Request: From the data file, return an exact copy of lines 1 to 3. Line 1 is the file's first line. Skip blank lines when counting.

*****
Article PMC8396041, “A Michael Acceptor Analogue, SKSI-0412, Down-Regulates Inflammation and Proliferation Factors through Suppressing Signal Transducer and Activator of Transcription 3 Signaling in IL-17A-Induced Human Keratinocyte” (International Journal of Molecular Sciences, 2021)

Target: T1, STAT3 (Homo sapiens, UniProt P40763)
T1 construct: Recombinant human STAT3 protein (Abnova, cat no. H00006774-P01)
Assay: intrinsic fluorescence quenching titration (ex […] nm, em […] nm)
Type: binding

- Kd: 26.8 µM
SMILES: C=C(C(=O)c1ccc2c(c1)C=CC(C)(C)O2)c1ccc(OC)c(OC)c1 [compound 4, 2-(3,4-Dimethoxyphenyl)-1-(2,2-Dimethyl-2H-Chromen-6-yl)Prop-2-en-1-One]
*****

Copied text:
Article PMC8396041, “A Michael Acceptor Analogue, SKSI-0412, Down-Regulates Inflammation and Proliferation Factors through Suppressing Signal Transducer and Activator of Transcription 3 Signaling in IL-17A-Induced Human Keratinocyte” (International Journal of Molecular Sciences, 2021)

Target: T1, STAT3 (Homo sapiens, UniProt P40763)
T1 construct: Recombinant human STAT3 protein (Abnova, cat no. H00006774-P01)